protein in the kidney of SHRs fed HSD [12
]. However, in the present study, gene expression of the two critical components of NADPH oxidase, p22phox
, was not altered with high dietary salt intake. Further studies are warranted to explore additional potential sources for ROS generation in response to dietary salt excess in SHRs such as xanthine oxidase, uncoupled nitric oxide synthase, mitochondria, and cytochrome P-460 enzymes [37
]. Similarly, nebivolol did not affect the gene expression of these two NADPH oxidase subunits; however, its antioxidant properties could have arisen from its intrinsic direct superoxide scavenger properties [11
β1-adrenergic receptor blockers have been used clinically for a long time in the treatment of different cardiovascular diseases, including hypertension as well as impaired renal and cardiac function [38
]. Their beneficial effects are linked not only to their ability to decrease enhanced sympathetic drive but also to reduce renin release [41
]. In the present study, we report that the beneficial antifibrotic and antioxidative effects of nebivolol in SHRs fed a HSD were associated with not only suppression of PRC but also with reduction in the cardiac expression of Ang II. It is well accepted that increased Ang II activity is linked to development of cardiac hypertrophy and fibrosis as well as dysfunction. Moreover, the reduction in cardiac Ang II content in nebivolol-treated SHRs fed HSD may be seen in the context of nebivolol’s ability to reduce the elevated ACE/ACE2 activity ratio observed in untreated rats. ACE has been involved not only in Ang II formation but also the metabolism of the antiproliferative and vasodilator actions of Ang-(1–7) [42
], whereas ACE2 preferentially cleaves Ang II to form Ang-(1–7) [45
]. Moreover, decreased cardiac Ang-(1–7) was associated with pronounced left-ventricular remodeling in SHRs fed HSD [18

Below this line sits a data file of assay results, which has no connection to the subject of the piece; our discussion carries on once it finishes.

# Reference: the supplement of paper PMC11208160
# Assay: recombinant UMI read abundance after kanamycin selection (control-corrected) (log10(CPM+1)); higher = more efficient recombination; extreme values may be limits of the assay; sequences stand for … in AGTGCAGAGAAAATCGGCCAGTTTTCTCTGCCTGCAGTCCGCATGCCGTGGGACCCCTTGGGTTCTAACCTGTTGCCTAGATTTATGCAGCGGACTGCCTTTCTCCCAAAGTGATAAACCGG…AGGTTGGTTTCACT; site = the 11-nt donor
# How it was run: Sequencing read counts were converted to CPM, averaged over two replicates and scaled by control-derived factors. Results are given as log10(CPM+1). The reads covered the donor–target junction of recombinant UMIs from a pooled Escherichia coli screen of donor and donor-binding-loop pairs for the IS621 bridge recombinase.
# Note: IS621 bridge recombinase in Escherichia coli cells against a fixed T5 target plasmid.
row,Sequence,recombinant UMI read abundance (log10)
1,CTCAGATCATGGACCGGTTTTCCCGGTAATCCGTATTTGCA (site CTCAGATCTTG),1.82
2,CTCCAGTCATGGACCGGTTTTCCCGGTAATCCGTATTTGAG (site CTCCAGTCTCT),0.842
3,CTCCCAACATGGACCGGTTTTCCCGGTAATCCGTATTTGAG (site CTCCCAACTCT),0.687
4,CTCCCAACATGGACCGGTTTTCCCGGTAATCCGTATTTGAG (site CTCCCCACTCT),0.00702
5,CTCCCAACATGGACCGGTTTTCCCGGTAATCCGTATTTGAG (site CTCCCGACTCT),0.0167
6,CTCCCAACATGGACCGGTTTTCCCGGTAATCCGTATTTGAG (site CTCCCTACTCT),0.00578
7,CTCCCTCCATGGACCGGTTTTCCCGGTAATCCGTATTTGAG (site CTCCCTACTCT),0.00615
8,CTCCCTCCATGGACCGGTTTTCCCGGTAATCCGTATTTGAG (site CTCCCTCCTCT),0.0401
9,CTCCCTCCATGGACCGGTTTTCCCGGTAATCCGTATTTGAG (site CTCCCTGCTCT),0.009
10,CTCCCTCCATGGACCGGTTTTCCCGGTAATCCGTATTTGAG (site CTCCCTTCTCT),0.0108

]. Thus, the imbalance between ACE/ACE2 may have favored Ang II over Ang-(1–7) in salt-loaded rats contributing to the specific phenotype observed in this group. Consistent with a multilevel interaction between sympathetic and RAS systems [46
], we recently showed that nebivolol prevented the salt-induced reduction in Ang-(1–7) receptor mas
along with improvement in renal blood flow, urinary protein excretion, and collagen deposition in salt-loaded SHRs [12
]. On the contrary, Ang-(1–7)-producing fusion protein in the heart attenuated isoproterenol-induced cardiac fibrosis [47
]. Future studies will explore in more details the contribution of counterbalancing Ang-(1–7) to the cardiac beneficial effects of nebivolol and the potential underlying mechanisms.
We also examined the expression of a novel angiotensin peptide precursor, Ang-(1–12) [21
], in an attempt to further characterize the cardiac RAS under the condition of dietary salt excess and/or nebivolol treatment. Neither dietary salt excess nor nebivolol treatment altered the Ang-(1–12) level in the heart of SHRs. Since Ang II formation from Ang-(1–12) occurs via a nonrenin pathway in both the heart [49
] and the systemic circulation [17
], the current finding of unchanged Ang-(1–12) expression in the presence of PRC changes are in keeping with previous observations. Nagata et al